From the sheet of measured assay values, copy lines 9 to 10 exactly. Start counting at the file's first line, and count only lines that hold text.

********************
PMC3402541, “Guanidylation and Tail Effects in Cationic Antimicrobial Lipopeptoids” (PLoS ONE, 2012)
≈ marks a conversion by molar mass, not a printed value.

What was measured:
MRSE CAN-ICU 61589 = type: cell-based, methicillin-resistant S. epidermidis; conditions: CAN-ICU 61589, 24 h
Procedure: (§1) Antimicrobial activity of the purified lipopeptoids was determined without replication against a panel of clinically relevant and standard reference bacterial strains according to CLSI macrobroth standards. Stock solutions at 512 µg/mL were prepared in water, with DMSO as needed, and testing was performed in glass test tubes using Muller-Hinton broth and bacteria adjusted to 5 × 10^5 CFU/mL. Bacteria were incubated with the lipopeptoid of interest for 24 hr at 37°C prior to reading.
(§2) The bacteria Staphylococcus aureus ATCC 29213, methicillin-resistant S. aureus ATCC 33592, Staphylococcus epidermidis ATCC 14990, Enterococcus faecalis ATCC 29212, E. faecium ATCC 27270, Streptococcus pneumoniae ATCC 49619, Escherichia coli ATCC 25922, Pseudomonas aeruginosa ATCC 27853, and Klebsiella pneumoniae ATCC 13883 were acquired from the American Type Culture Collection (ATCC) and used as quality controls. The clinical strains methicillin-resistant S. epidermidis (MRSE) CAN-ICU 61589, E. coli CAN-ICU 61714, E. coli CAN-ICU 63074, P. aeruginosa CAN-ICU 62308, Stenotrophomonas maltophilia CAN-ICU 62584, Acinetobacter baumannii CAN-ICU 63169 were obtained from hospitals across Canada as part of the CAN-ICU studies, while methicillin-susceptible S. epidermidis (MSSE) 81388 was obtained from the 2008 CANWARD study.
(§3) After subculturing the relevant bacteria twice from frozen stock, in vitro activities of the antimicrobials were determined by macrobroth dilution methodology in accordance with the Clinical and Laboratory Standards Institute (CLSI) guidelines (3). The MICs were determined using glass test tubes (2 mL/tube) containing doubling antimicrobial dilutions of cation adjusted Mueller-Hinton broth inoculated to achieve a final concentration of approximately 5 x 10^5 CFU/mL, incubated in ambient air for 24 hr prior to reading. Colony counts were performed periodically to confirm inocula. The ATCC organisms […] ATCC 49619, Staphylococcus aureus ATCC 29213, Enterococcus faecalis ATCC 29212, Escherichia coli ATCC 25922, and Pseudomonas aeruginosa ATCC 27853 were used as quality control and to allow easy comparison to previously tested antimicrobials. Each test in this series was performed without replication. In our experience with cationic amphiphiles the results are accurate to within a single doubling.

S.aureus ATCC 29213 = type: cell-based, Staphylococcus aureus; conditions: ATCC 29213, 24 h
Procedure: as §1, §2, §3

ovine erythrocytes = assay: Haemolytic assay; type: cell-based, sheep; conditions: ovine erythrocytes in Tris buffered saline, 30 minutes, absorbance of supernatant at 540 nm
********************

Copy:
Procedure: as §1, §2, §3

ovine erythrocytes = assay: Haemolytic assay; type: cell-based, sheep; conditions: ovine erythrocytes in Tris buffered saline, 30 minutes, absorbance of supernatant at 540 nm